The Budget of the European Union

4 / 2010
Herman Matthijs

Abstract

This paper first provides a short history of the European budget, focusing on the development of the EU's “own resources”. It then elaborates on the fundamental changes to the financial system and the budgetary procedure that the Treaty of Lisbon introduced. It is posited that with the amendments the budgetary process has lost clarity. Whilst the multiannual framework may provide for long-term stability, it stands in contradiction to a central principle of parliamentary democracy: annual budgets. The EU's search for a fair and transparent budgetary system has not yet come to full fruition. Europe needs a fairer and more transparent system. Since the Luxembourg agreement of 1970, the Union has not done anything with the VAT as own resources. The VAT is related to the welfare standards and developments in the Member States. A fixed share of this indirect tax could form the base of a long term financing plan for the general EU budget.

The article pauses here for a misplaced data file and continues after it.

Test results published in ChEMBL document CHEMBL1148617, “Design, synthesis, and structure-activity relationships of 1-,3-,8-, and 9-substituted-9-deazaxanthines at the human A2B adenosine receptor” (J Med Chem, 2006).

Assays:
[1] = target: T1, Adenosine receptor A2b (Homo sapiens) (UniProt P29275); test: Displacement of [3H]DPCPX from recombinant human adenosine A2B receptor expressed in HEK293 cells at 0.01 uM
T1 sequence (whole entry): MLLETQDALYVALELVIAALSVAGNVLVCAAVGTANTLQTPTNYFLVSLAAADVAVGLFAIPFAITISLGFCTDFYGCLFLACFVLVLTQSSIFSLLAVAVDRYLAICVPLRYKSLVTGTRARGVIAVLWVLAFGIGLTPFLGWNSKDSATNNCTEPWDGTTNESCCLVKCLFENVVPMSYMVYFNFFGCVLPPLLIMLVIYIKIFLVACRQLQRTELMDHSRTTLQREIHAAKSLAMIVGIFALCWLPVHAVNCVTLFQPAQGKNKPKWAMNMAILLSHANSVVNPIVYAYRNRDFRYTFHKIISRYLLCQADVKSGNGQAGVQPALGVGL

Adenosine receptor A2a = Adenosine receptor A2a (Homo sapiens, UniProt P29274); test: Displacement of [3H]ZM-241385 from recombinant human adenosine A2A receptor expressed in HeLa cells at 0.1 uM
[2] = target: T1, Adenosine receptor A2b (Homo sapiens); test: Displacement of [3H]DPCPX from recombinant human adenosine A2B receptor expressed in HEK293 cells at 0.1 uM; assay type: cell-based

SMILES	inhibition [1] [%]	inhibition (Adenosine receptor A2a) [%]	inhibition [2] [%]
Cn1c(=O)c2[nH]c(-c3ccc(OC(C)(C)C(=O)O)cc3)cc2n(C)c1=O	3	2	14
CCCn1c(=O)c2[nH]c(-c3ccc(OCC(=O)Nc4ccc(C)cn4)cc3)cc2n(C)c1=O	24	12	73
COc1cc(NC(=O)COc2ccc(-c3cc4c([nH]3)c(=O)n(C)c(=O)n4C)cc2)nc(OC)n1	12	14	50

About the author

Herman Matthijs is associated with the Vrije Universiteit Brussel (VUB). He holds a PhD in political sciences, and has published several articles and books concerning the budget of the European Union. At the political sciences department, he is responsible for courses on public administration, political structures of the USA and public budgets. He is also a member of the inter-federal Belgian institution High Council of Finances, which advices the Belgian governments on the public finances.